BHP (ASX, LON, NYSE: BHP) chief executive Mike Henry said the company is ready for a strategic shift out of its geographical, advanced-economies comfort zone into “tougher jurisdictions”, as part of its plans to increase exposure to commodities such as copper and nickel, needed to power the energy transition.
Speaking at the Financial Times conference late on Thursday, the world’s largest miner’s CEO said he was confident the company could manage the risks of investing and operating in politically volatile countries.
“But of course, the size of the opportunity needs to be commensurate with the increased management effort that is going to be required to pursue opportunities in jurisdictions that we may not currently be operating in,” Henry said.
His comments followed reports this week that BHP is looking at setting tent in the Democratic Republic of Congo. Market rumours say the company is already holding talks with billionaire Robert Friedland’s Ivanhoe Mines (TSE: IVN) over an exploration site adjacent to Ivanhoe’s Kamoa-Kakula mine, known as Western Foreland.
They also coincide with DRC Prime Minister Jean-Michel Sama Lukonde’s declared intention of enticing more investment into its vast copper and cobalt deposits.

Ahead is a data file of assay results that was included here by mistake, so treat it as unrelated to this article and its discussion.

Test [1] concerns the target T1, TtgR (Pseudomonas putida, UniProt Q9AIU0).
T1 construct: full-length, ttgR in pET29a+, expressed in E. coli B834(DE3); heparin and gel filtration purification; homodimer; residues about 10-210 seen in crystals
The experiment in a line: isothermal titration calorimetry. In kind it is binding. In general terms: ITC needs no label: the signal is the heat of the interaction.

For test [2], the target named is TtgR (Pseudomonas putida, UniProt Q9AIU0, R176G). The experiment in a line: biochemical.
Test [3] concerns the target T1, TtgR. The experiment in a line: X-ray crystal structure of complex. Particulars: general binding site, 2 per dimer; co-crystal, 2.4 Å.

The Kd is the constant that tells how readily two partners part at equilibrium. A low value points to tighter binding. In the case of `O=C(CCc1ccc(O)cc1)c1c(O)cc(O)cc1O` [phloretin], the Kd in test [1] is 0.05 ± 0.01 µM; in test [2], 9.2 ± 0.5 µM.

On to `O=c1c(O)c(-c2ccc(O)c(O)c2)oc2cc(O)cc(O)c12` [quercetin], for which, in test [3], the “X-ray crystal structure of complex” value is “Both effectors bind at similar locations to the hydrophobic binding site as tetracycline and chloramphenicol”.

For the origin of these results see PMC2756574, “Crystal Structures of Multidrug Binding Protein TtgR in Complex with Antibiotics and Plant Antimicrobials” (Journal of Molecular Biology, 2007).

BHP top boss noted that while the company won’t shy away from challenging mining jurisdictions, it is open to explore in “areas we like”, even though they involve higher costs.
“I want to be clear we don’t see exploration success as being confined to moving into new jurisdictions. We know there is more copper to be found in the areas we like but it is going to be harder to find and perhaps deeper, which is going to bring different technological and financial challenges,” he said.
Commenting on Fortescue Metals’ (ASX: FMG) foray into green hydrogen to support environment-friendly steel production, Henry said BHP doesn’t believe that that would be a good use of shareholder capital.
“Hydrogen will have its day, but it’s going will take some time to get there given current economics… and the massive quantity of capital needed to develop green direct reduction iron (DRI),” Henry said. It could cost “many hundreds of billions of dollars” to decarbonize the world’s entire steel industry using green hydrogen-based direct reduced iron, he said.
One major factor to consider is that many of the world’s major blast furnaces, including in China and India, still have 20-30 years’ useful life left. The industry needs to consider the “sunk capital” in those blast furnaces, Henry noted.
“The economics of that will prove to be too challenging …. for a rapid switch to hydrogen,” he said, adding that BHP expects hydrogen “to make bigger inroads in two to three decades’ time.”